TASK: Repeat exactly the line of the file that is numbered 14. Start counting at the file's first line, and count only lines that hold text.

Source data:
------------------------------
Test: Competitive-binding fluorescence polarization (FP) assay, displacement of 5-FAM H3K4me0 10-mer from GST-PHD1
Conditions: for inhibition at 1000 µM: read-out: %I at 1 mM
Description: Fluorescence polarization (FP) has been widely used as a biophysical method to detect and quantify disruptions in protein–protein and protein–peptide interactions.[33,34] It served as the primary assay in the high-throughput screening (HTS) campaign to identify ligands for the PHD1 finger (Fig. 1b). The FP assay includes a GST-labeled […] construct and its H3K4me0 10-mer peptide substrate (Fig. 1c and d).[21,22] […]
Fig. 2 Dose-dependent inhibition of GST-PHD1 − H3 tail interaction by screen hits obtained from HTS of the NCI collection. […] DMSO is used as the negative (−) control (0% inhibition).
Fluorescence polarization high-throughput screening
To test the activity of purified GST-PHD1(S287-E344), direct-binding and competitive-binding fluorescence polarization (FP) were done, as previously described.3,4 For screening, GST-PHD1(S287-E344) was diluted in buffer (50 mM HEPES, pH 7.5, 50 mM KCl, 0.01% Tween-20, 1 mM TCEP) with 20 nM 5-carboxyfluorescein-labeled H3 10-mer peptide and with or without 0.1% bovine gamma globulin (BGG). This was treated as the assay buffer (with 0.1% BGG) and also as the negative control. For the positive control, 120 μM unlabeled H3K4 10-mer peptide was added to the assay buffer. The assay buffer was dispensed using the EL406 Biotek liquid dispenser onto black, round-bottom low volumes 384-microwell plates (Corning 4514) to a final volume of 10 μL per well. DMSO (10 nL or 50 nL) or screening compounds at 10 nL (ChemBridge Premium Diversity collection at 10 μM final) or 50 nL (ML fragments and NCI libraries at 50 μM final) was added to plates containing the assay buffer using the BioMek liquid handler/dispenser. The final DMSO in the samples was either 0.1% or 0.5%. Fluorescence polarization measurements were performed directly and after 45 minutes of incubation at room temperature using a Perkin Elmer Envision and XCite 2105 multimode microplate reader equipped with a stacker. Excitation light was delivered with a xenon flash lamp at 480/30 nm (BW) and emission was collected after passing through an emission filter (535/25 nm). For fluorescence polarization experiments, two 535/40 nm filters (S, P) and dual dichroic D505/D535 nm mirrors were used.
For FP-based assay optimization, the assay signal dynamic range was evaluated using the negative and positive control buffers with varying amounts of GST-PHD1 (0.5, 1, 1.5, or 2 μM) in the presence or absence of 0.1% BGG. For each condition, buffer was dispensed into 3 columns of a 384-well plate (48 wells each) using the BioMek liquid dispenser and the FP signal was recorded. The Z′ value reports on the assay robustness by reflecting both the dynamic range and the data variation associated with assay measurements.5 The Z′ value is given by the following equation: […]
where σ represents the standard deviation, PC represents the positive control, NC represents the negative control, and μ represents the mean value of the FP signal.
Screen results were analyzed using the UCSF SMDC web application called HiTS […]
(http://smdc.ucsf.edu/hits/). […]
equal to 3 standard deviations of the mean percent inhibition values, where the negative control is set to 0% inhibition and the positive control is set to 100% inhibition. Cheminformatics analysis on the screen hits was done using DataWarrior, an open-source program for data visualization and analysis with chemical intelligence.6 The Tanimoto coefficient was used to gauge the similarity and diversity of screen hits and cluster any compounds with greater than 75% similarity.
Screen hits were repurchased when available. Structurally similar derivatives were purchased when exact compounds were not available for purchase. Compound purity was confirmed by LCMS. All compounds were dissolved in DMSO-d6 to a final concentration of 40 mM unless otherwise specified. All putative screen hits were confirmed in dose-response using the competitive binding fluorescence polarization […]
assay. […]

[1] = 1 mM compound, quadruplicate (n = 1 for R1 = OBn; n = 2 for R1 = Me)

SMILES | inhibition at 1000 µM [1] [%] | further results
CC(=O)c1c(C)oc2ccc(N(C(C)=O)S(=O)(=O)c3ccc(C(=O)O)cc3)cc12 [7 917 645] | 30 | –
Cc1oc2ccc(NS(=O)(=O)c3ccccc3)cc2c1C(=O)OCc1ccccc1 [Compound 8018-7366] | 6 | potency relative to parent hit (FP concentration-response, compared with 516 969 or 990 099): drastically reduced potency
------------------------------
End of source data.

[1] = 1 mM compound, quadruplicate (n = 1 for R1 = OBn; n = 2 for R1 = Me)